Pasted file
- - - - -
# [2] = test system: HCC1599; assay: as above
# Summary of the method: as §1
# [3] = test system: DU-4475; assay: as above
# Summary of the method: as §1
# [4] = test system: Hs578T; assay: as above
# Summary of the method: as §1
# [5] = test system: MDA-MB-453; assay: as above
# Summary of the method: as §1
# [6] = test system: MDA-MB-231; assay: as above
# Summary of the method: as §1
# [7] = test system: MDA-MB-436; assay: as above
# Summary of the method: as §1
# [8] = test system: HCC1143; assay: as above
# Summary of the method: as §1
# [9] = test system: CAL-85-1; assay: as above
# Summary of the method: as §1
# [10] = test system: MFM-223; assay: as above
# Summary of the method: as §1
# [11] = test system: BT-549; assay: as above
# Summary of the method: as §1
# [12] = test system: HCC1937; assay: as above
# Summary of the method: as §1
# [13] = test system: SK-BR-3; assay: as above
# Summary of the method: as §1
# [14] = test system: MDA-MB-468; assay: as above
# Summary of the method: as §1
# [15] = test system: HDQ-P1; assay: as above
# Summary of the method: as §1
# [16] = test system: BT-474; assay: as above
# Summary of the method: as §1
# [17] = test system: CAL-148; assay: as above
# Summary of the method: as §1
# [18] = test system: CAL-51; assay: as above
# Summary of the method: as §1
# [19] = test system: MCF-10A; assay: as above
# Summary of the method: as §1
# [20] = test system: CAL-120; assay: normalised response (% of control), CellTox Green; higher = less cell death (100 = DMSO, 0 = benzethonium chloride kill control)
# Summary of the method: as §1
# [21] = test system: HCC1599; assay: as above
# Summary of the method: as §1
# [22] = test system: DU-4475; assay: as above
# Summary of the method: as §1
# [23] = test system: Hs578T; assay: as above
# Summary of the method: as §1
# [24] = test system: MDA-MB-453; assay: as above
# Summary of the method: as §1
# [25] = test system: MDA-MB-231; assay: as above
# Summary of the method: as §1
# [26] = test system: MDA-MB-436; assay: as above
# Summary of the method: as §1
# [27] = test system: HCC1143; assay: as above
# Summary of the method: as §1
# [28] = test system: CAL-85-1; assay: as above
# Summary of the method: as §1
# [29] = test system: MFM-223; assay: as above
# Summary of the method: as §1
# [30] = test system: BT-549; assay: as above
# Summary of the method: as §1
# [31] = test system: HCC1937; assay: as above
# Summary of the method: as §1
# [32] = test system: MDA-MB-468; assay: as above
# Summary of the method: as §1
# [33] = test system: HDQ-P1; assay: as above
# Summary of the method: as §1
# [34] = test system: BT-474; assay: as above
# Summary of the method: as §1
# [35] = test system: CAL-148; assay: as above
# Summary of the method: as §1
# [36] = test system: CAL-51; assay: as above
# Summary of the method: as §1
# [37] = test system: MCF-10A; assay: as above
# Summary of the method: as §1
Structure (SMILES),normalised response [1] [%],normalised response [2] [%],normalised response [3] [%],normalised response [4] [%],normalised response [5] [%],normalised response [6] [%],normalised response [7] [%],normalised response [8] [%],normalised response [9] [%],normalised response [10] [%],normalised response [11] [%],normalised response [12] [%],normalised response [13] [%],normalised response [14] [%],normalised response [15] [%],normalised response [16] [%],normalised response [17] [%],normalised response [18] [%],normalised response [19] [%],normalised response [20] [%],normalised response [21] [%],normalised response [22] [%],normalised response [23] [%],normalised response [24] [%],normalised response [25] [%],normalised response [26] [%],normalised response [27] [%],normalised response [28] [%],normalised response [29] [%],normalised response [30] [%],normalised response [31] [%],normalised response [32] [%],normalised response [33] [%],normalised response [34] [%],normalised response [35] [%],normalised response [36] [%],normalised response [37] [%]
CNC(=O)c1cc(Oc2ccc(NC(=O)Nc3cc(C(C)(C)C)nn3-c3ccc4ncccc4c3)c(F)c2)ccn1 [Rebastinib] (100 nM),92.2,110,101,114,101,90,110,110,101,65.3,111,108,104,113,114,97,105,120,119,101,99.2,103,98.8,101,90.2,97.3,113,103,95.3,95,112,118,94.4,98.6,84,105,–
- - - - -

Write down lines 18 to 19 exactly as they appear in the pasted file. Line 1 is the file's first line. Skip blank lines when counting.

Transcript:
# Summary of the method: as §1
# [11] = test system: BT-549; assay: as above